Here, let me also share the other lessons I garnered in the course of that interview. When I had called him up to seek the appointment, he had factually said, “Yes, but you must be here at 7 in the morning – and you will have only 15 minutes.” For anyone other than Ray, the 15 minutes would have meant “a short interview” that would have probably gone on for 45 minutes. Not so with this giant. His loyalty to his watch is perhaps matched only by the owner of the bass voice he used in Shatranj Ke Khilari – Amitabh Bachchan. So sharp at 7 am, when I pressed the doorbell, he opened the door, dressed and ready to receive visitors.
I had carried a tape recorder, which started lapping up the baritone. Five minutes later the phone rang, and Ray answered it. Two minutes later the doorbell rang, and he answered it. Four minutes later the phone again heard him replying to the voice at the other end. When he returned to his chair he reminded me, “We don’t have too much time!” I – or perhaps the young blood coursing in my veins – replied, “Yes, we have spoken for 11 minutes, with two phone calls and one doorbell in between – so we have only 4 minutes now…” But with Ray, every minute counts, I learnt – a lesson that helped me through the rest of my life in journalism. And whatever we had spoken that morning, I reproduced verbatim and Screen had carried it full page.
Timing. Sense of proportion. One’s own point of view – perspective. Above all, the precision with which to communicate every thought. All of this I harvested from that one interaction which had also given me the back story of his next film, Hirak Rajar Deshe / Kingdom of Diamonds (1980). When Ray scripted it, the country had come out of the Emergency and elected a new government into office. Ray had taken on the authoritarianism unleashed between 1975 and 1977 by the then Prime Minister who had once been schooled in the same Santiniketan where Tagore had nurtured liberalism of the arts that Ray was raised in. Garbed as a children’s film, much like the prequel Goopy Gyne Bagha Byne, Hirak Rajar Deshe was an indictment of Indira Gandhi’s ham-handed rule that had fragmented Democracy.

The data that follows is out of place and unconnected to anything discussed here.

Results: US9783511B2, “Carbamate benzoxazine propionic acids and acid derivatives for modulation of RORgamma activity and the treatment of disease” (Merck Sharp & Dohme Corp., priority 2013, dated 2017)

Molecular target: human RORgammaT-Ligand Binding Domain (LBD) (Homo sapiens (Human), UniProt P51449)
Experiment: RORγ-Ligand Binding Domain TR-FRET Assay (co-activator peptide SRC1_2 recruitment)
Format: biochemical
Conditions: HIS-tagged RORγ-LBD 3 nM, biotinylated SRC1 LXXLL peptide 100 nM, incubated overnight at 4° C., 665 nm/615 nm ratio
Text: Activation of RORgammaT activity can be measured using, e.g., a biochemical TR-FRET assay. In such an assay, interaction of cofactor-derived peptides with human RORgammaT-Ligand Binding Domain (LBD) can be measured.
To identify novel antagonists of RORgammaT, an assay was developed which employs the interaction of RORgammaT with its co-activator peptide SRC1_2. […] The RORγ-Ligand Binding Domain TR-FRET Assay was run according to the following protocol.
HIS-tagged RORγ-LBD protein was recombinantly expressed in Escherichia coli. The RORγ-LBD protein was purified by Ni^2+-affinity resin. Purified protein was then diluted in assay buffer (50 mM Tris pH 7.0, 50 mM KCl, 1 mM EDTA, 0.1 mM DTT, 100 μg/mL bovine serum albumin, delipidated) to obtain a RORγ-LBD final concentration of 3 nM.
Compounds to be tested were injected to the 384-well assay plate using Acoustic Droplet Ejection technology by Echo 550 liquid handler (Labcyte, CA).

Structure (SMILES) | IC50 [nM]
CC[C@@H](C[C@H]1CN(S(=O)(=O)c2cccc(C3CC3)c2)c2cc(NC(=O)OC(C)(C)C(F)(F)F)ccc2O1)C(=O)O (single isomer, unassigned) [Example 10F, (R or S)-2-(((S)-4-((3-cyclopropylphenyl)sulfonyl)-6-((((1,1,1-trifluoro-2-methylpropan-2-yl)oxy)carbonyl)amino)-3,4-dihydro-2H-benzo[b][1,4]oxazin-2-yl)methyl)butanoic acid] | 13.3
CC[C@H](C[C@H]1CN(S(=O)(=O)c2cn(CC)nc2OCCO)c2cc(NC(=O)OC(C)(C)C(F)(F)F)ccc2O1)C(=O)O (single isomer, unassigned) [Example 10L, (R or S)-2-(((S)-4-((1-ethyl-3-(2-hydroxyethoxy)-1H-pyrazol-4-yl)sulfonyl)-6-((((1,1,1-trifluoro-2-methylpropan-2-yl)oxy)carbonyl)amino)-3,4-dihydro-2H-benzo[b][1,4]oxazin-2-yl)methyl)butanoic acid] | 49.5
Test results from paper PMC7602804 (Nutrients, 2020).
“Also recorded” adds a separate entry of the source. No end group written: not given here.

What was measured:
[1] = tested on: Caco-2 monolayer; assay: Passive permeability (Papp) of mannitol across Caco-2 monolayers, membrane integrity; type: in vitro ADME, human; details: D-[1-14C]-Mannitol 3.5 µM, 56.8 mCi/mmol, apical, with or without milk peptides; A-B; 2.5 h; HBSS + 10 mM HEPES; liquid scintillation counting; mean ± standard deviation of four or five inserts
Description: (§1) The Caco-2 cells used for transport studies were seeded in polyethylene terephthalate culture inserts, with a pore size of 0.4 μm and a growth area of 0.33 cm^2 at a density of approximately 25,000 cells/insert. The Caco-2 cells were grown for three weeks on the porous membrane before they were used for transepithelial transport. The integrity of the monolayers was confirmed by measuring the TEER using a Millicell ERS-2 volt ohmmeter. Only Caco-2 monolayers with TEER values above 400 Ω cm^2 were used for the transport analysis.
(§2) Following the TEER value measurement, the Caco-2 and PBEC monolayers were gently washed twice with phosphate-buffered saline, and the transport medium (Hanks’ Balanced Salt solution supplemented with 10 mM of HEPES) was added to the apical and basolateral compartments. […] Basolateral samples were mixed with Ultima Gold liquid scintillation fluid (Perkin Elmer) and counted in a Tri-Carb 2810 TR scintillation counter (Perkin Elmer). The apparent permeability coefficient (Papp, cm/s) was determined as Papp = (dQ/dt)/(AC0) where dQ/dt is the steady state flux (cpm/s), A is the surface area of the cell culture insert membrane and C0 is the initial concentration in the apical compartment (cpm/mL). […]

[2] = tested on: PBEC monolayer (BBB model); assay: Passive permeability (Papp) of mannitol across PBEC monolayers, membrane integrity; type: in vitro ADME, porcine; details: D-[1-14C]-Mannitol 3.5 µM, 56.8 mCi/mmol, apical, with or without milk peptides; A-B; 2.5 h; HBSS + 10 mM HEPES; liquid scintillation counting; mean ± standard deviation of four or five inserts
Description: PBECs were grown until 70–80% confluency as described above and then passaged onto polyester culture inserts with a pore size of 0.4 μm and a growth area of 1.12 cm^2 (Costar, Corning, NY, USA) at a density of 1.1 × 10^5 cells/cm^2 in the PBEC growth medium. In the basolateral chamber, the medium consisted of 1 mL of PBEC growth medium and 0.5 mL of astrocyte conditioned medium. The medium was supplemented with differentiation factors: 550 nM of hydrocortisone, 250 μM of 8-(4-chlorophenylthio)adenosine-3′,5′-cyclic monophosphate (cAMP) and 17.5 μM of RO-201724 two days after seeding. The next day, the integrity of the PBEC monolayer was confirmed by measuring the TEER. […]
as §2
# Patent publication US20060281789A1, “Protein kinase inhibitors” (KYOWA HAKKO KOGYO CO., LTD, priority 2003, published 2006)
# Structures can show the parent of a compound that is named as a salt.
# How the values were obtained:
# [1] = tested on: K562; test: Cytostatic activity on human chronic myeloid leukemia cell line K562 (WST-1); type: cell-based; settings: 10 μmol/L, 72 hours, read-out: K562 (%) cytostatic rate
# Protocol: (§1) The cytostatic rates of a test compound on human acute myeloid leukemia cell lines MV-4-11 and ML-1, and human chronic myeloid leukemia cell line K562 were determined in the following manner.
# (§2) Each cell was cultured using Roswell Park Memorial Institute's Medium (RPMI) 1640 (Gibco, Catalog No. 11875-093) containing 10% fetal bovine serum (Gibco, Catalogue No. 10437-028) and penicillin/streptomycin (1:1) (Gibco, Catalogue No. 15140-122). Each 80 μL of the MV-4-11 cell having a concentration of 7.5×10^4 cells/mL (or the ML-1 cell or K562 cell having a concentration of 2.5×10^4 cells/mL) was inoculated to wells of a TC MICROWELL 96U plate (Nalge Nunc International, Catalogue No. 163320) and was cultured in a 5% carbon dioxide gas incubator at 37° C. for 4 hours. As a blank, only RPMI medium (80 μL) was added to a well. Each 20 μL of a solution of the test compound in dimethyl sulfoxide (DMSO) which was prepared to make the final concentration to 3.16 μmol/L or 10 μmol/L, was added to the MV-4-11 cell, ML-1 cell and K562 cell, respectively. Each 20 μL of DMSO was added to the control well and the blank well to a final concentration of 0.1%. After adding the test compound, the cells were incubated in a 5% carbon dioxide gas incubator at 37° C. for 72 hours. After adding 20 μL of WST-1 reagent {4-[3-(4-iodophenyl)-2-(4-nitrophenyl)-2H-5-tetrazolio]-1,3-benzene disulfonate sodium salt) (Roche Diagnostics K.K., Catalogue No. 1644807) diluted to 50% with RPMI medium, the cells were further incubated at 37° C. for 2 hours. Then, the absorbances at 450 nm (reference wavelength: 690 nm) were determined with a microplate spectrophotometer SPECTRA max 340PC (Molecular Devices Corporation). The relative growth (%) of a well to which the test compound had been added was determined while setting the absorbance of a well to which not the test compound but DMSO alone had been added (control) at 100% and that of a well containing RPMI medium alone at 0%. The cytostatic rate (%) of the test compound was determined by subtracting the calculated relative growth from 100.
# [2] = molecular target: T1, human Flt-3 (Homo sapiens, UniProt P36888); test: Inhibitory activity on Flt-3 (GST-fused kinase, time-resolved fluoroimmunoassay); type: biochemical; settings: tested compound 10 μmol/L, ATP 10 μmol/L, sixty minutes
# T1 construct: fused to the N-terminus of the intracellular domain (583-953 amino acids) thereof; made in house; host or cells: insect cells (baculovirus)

Here Goopy and Bagha, bored by the contented life of their palaces, decide to don their magic shoes once more. This time they land in the kingdom of Hirak Raja – the self-obsessed king who believes education is dangerous because knowledge is a threat. He shuts down schools and burns books and devises machines to brainwash dissidents with royal propaganda. He consults an astrologer to unveil a giant statue of himself. He orders the removal of all signs of poverty when he invites royal guests. “You need conviction to make a film like that,” Soumitra Chatterjee had later said of his mentor, pointing out how this was a take-off from lived political reality.
On looking back on those 15 minutes of learning, I realize that Ray was unjustly charged of NOT making political statements. On the contrary, he repeatedly used the garb of fantasy to make pithy and universal comments about war, sycophancy, authoritarianism – and about the ruled not sharing the responsibility of governance. Shatranj Ke Khilari, in the making even before the country was to come out of the Emergency, had squarely blamed the courtiers for not doing their bit towards the governance of their land. He had already made Goopy Gyne Bagha Byne, which everyone recognizes as a comment against war. Not much ink has been spent, though, on the fact that the director chose to make this film soon after the Indo-Pak war of 1965 which had pitted the ‘twin’ states born on 14/ 15 August 1947. Look carefully and you will see the allusions: Halla Raja’s costumes, the salwars and topis all take off from the Marjina-Abdulla of Ali Baba and others who people Arabian Nights, while the Shundi family is dressed after the lot in Raj Kahini.
Even earlier, in 1964, Ray had made the black and white short, Two: A Film Fable. It was made as part of a trilogy of shorts from Bombay and Calcutta – one of which featured sitarist Ravi Shankar, another on a ballet troupe. Ray’s film shunned dialogue to play, instead, not with silence but with sound – of flute, trumpet, drums; of guns, and mechanical toys – as a rich kid involves in a game of one-upmanship with a slum kid he watches from his window. Made when the Vietnam war was on, it is easy to see parallels as the rich kid makes loud noises on his trumpet, wears masks of Mickey Mouse and Native Americans and cowboys, brandishes sword and uses an air gun to shoot down the kite of the poor kid who was playing with a flute, a bow and arrow, a home-made mask…
Clearly, using the format of a children’s tale came easily to Ray when he wanted to caution one and all about the pitfalls of keeping silent against tyranny.